Among children who are living on the streets, research has suggested that a third are lured into sex trafficking within 48 hours of leaving home. Most of these cases occur in major cities such as Miami, where most minors are exploited by a trafficker. Once they fall into the hands of a trafficker, they are repeatedly subjected to various forms of psychological, physical and sexual abuse as a means of breaking their will and extracting obedience. They are also transported frequently from city to city to further isolate them and meet client demand. Escaping a life of exploitation proves incredibly difficult for most children and youth.
Kristi House and the Miami-Dade community forged an unprecedented community partnership when agencies which were likely to have contact with child victims of sex trafficking and youth at risk came together in 2007.
Some 30 agencies answered the Kristi House call to action and in September 2007 participated in the first training led by GEMS Founder and Director Rachel Lloyd, leader of one of the very few programs in the country at the time. A needs assessment completed by attendees showed that at least 67% of the organizations represented had juvenile clients who were forced into commercial sexual exploitation or pornography, a total of 180 known CSEC victims were seen by at least one agency in the past year. Although more than half of the respondents agreed that CSEC was an important policy or service issue for their organization, only 14% had had the opportunity to attend a CSEC training.
Recognizing the need to better serve victims and to increase knowledge and community collaboration around this issue, the community representatives agreed to form a coalition – the Miami-Dade CSEC
Work Group – and meet regularly to share information and strategize ways to better serve the victims in Miami, one of our country’s top hubs for child sex trafficking.
From 2009 to 2012, Kristi House led the charge with community partners advocating for the passage of The Florida Safe Harbor Act. This law forever changed the way the state recognizes commercial sexually exploited children as victims of a crime, not criminals. It passed in 2012 and became law January 1, 2013.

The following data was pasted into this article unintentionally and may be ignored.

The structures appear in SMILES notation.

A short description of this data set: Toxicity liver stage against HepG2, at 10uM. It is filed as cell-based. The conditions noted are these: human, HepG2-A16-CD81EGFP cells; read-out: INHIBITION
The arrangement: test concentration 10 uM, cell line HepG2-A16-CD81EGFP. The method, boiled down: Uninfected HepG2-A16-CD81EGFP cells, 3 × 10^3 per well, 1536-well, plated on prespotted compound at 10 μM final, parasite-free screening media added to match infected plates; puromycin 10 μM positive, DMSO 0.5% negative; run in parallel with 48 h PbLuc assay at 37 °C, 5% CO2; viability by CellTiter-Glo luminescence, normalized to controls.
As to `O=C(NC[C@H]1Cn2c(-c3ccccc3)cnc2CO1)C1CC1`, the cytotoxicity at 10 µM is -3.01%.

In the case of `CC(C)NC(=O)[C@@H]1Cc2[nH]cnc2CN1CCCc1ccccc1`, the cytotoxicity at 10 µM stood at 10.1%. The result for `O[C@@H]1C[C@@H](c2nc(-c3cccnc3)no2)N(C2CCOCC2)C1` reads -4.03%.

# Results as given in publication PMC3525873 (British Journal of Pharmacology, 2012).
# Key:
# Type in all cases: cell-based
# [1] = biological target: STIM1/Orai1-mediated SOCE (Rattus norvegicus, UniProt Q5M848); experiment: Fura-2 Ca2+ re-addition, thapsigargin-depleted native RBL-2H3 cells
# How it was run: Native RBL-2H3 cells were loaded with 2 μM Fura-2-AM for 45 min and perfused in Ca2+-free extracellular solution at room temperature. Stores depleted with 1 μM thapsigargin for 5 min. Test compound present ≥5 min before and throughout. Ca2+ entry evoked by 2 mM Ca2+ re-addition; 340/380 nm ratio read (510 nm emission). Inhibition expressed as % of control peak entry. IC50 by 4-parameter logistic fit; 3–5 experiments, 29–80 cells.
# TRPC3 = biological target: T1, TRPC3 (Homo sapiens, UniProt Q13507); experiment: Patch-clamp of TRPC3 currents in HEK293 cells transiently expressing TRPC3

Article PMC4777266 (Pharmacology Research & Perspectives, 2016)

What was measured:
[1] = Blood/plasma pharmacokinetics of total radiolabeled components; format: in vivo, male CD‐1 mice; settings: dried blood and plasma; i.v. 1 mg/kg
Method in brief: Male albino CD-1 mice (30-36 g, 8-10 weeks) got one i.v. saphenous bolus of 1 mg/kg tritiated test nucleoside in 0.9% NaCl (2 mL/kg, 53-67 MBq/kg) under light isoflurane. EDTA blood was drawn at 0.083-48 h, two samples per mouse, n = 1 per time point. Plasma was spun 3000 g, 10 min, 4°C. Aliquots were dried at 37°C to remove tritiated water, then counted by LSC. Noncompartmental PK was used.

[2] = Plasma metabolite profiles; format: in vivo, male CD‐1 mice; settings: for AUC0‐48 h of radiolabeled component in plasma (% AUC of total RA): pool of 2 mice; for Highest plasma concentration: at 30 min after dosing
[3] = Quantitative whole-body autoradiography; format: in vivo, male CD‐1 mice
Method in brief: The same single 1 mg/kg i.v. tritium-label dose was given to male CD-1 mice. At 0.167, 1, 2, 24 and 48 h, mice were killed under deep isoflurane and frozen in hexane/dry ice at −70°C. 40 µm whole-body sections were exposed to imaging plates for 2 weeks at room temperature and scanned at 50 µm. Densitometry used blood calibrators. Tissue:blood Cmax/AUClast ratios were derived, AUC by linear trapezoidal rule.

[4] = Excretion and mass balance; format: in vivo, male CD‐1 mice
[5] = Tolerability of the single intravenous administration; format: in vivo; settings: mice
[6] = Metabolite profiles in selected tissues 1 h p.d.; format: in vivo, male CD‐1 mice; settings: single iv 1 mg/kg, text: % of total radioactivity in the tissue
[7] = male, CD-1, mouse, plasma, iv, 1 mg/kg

The Miami-Dade CSEC Work Group made considerable progress, quickly, with providers participating in ongoing training and bringing it back to their agencies. Working in uncharted territory to establish protocols involving large, disparate organizations, they supported Kristi House’s leadership around the issue locally, statewide and nationally with training and advocacy initiatives. The CSEC Work Group brought attention to the issue in South Florida and was a leader in the state.
Key community partners continue to include the State Attorney’s Office, Miami-Dade Police, Miami-Dade County Juvenile Services, State of Florida Dept. of Children and Families and the HT-MDT Committee members, Citrus Health Network, University of Miami Miller School of Medicine and Thrive Clinic, Shared Hope International Restorative Work Group, and GEMS, among many others.
The Kristi House CSEC program was named Project GOLD in 2009 – “Girls Owning their Lives and Dreams” – a name chosen by the youth involved. The Project strives to engage this special population for services, encourage their healing, and pave the way for their future success.
Over a decade ago Kristi House became a training provider through the U.S. Department of Justice for the CSEC Community Intervention Project (CCIP) and since that time has been disseminating education and training programs and sharing what it learns through Project GOLD throughout the United States. Kristi House has trained more than 18,000 professionals in CSEC and presented the topic at dozens of major conferences. Its “CSEC 101” course is approved by Florida Department of Children and Families for meeting the required three-hour training for providers seeking to work with sex trafficking victims.
Several articles on Kristi House’s work and research findings have been published in scholarly journals.